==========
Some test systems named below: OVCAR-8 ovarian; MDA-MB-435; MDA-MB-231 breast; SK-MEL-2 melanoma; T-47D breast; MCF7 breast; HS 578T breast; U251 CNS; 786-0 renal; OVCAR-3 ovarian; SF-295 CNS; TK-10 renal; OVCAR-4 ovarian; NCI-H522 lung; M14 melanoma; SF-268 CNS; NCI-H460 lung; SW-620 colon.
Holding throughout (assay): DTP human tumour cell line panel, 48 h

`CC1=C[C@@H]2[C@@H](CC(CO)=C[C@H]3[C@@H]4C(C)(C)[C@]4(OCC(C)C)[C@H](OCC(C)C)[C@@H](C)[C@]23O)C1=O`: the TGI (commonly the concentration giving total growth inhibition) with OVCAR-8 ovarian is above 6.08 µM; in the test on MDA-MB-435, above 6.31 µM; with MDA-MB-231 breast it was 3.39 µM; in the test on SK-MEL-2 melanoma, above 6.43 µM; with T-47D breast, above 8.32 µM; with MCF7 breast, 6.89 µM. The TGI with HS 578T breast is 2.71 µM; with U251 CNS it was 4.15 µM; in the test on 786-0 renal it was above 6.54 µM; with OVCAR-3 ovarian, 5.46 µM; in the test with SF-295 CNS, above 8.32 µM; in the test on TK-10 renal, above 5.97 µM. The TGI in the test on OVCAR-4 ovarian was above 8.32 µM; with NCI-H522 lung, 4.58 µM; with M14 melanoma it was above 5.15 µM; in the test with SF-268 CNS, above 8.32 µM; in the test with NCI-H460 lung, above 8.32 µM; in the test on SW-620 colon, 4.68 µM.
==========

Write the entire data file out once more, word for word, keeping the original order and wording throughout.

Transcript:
Some test systems named below: OVCAR-8 ovarian; MDA-MB-435; MDA-MB-231 breast; SK-MEL-2 melanoma; T-47D breast; MCF7 breast; HS 578T breast; U251 CNS; 786-0 renal; OVCAR-3 ovarian; SF-295 CNS; TK-10 renal; OVCAR-4 ovarian; NCI-H522 lung; M14 melanoma; SF-268 CNS; NCI-H460 lung; SW-620 colon.
Holding throughout (assay): DTP human tumour cell line panel, 48 h

`CC1=C[C@@H]2[C@@H](CC(CO)=C[C@H]3[C@@H]4C(C)(C)[C@]4(OCC(C)C)[C@H](OCC(C)C)[C@@H](C)[C@]23O)C1=O`: the TGI (commonly the concentration giving total growth inhibition) with OVCAR-8 ovarian is above 6.08 µM; in the test on MDA-MB-435, above 6.31 µM; with MDA-MB-231 breast it was 3.39 µM; in the test on SK-MEL-2 melanoma, above 6.43 µM; with T-47D breast, above 8.32 µM; with MCF7 breast, 6.89 µM. The TGI with HS 578T breast is 2.71 µM; with U251 CNS it was 4.15 µM; in the test on 786-0 renal it was above 6.54 µM; with OVCAR-3 ovarian, 5.46 µM; in the test with SF-295 CNS, above 8.32 µM; in the test on TK-10 renal, above 5.97 µM. The TGI in the test on OVCAR-4 ovarian was above 8.32 µM; with NCI-H522 lung, 4.58 µM; with M14 melanoma it was above 5.15 µM; in the test with SF-268 CNS, above 8.32 µM; in the test with NCI-H460 lung, above 8.32 µM; in the test on SW-620 colon, 4.68 µM.